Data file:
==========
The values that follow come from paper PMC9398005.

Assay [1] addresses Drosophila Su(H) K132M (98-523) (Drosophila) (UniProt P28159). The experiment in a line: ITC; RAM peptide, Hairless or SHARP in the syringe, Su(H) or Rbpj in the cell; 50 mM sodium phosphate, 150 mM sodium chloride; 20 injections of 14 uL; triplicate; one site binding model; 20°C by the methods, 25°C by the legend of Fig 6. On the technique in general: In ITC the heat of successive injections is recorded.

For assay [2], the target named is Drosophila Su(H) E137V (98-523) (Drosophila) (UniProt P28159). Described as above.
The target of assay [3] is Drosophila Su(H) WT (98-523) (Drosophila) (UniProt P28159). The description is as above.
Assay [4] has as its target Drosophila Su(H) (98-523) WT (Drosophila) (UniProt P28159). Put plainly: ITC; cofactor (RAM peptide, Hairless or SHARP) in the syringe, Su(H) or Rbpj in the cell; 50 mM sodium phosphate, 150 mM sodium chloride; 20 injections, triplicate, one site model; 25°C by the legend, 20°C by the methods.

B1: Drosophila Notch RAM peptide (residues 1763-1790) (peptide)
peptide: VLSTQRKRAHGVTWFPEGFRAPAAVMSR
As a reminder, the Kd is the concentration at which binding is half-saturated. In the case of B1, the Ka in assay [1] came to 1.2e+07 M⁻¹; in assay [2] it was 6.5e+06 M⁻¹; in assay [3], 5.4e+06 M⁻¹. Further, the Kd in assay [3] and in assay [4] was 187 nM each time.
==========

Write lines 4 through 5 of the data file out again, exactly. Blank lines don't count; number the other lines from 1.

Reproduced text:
The target of assay [3] is Drosophila Su(H) WT (98-523) (Drosophila) (UniProt P28159). The description is as above.
Assay [4] has as its target Drosophila Su(H) (98-523) WT (Drosophila) (UniProt P28159). Put plainly: ITC; cofactor (RAM peptide, Hairless or SHARP) in the syringe, Su(H) or Rbpj in the cell; 50 mM sodium phosphate, 150 mM sodium chloride; 20 injections, triplicate, one site model; 25°C by the legend, 20°C by the methods.